Review: Black Mirror 4×01 – USS Callister

Black Mirror kicks off another round of dystopian goodness with this ingenious Star Trek homage…


It’s typical, isn’t it? You wait over a decade for Star Trek to return to the small screen and then three separate series come along all at once. Following on from the official Star Trek: Discovery and Seth McFarlane’s loving spoof The Orville, Netflix’s sci-fi anthology series Black Mirror kicks off its fourth season with yet another homage to the adventures of Kirk and the rest of the Enterprise crew. Though, of course, this is Black Mirror so all is not what it seems…  

As with all the best BMs, “U.S.S. Callister” plays with our expectations at every turn. We begin with a classic Star Trek scenario, as a heroic captain defeats an evil alien and wins the admiration of his adoring crew. It is then soon revealed that this is all a virtual reality fantasy of Robert Daly, an underappreciated genius who is routinely mocked by his colleagues. Though his actions are a wee creepy, we can still sympatheise with Robert and feel for him when he meets friendly programmer Nanette Cole. However, it soon transpires that Daly’s game is far more sinister than it first appeared.

From here, writers Charlie Brooker and William Bridges prove their fanboy status by cleverly inverting an old Trek trope: that of the evil godlike entity that enslaves the crew. Here, however, the corrupt deity is the Kirk figure – as Robert Daly rules over his fake Space Fleet with an iron Fist. There’s also a touch of the classic Twilight Zone episode “It’s a Good Life” to proceedings as Daly transforms those who displease him into anything he wants (poor Shania).

The ensemble cast does a lot of good work, with a special mention to Jimmi Simpson who is a blast as the cynical first mate Walden. However, those who deserve the most plaudits are Jesse Plemons and Cristin Miloti. Firstly, Plemons gives a first-rate William Shatner impression while in the game but then impresses as a shy, quietly sinister nerd in the real world. Miloti possibly steals the show, however. She makes Nanette smart, resilient and funny. I’d happily watch a spin-off watching her take on aliens and misogynistic nerds.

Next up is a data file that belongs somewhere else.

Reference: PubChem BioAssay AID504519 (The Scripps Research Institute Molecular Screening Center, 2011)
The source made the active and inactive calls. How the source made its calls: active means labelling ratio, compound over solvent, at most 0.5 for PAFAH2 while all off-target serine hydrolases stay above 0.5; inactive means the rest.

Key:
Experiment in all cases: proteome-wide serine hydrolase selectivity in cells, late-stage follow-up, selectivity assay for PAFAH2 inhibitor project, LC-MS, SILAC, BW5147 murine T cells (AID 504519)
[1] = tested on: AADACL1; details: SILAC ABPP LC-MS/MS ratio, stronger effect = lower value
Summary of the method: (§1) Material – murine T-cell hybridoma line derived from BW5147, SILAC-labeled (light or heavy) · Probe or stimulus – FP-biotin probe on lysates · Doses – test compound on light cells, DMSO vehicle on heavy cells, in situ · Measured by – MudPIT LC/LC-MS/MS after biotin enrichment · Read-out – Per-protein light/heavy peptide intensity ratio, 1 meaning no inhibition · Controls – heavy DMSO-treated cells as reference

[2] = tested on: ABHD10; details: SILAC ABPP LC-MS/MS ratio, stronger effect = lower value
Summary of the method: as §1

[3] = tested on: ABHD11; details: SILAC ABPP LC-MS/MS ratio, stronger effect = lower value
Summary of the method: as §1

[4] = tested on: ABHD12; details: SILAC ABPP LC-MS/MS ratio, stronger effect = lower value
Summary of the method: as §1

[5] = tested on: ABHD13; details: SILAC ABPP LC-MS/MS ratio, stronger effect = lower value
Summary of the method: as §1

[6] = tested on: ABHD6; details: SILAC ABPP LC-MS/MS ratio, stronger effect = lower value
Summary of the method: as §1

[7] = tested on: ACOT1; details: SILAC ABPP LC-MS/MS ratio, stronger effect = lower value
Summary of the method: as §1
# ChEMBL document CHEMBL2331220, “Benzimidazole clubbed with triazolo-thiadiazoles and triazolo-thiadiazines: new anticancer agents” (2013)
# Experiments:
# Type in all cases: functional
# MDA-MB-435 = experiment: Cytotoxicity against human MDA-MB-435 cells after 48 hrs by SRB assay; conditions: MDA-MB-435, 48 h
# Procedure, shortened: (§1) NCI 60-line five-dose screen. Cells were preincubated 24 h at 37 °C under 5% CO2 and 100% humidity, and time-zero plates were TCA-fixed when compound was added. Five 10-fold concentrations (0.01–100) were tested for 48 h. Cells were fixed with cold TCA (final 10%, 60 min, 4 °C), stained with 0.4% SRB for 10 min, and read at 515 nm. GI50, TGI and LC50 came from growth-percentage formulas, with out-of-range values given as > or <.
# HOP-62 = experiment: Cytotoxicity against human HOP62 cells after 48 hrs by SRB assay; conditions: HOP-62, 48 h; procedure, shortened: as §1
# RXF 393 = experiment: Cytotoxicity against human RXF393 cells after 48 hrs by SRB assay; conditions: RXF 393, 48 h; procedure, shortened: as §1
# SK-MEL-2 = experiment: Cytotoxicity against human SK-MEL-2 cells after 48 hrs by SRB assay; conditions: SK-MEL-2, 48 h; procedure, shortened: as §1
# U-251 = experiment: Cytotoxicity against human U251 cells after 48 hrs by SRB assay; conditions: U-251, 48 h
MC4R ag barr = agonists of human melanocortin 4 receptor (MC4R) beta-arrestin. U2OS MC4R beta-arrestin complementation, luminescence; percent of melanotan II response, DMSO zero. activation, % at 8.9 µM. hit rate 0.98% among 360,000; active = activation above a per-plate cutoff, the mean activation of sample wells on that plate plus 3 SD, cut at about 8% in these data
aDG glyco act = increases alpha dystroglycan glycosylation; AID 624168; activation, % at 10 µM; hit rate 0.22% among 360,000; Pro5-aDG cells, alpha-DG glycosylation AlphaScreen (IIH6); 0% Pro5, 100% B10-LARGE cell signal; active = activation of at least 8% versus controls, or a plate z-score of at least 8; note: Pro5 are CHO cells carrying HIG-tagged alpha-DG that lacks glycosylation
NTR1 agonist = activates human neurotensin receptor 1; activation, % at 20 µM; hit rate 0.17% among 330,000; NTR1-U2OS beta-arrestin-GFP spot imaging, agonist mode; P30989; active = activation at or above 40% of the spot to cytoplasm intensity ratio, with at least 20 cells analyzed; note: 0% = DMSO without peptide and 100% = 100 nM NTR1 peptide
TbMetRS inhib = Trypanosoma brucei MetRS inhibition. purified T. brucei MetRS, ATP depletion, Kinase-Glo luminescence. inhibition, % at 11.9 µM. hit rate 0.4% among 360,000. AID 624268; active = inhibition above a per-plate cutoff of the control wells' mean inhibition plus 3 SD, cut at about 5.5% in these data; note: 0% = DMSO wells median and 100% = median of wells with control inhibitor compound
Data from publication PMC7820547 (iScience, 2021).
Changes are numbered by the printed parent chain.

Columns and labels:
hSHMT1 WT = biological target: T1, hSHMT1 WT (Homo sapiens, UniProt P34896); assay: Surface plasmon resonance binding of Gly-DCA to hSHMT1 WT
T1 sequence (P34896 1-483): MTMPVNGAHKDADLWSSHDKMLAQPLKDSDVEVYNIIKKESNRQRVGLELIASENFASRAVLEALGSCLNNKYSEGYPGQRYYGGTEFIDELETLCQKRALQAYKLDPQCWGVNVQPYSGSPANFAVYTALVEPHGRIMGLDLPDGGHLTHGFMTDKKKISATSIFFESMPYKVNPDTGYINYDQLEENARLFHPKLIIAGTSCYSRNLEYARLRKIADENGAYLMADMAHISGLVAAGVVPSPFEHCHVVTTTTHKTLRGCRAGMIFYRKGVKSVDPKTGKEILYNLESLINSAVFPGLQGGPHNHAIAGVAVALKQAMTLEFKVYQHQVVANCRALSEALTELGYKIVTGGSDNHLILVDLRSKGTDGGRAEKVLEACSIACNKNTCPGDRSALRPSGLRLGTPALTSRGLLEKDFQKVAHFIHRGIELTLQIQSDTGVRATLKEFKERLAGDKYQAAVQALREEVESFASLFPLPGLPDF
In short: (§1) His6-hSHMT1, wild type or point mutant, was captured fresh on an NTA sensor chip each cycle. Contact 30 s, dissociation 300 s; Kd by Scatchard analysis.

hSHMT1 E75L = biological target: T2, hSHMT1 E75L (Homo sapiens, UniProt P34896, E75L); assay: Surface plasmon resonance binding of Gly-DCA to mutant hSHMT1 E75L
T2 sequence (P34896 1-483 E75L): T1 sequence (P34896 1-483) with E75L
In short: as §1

Speaking of which, through its premise, “U.S.S. Callister” also tackles some very timely themes of not only artificial intelligence and virtual reality but also sexism in gaming and powerful white men misusing their positions to torment their employees. Though it is clearly made with a lot of geeky love, the episode nevertheless acts as a message to fans to truly take the teachings of your favourite franchises on board. Something many irate fanboys out there could do well to remember.


Connections And Cameos:

  • Black Mirror episodes are often full of callbacks to previous installments that reveal how each one is set in the same universe. In “U.S.S. Callister” for example, the buds placed on the temple to connect someone to the Infinity are very similar to those that allowed Kelly and Yorkie to upload to a kind of afterlife in season 3’s “San Junipero.”
  • As for cameos, the episode has a couple of awesome ones. Breaking Bad’s Aaron Paul can be heard as the angry gamer who talks to the Callister crew at the end of the episode. Meanwhile, Kirsten Dunst is seen among the Callister employees near the beginning. She wasn’t supposed to appear in the episode but just dropped by to see her fiance Jesse Plemons.




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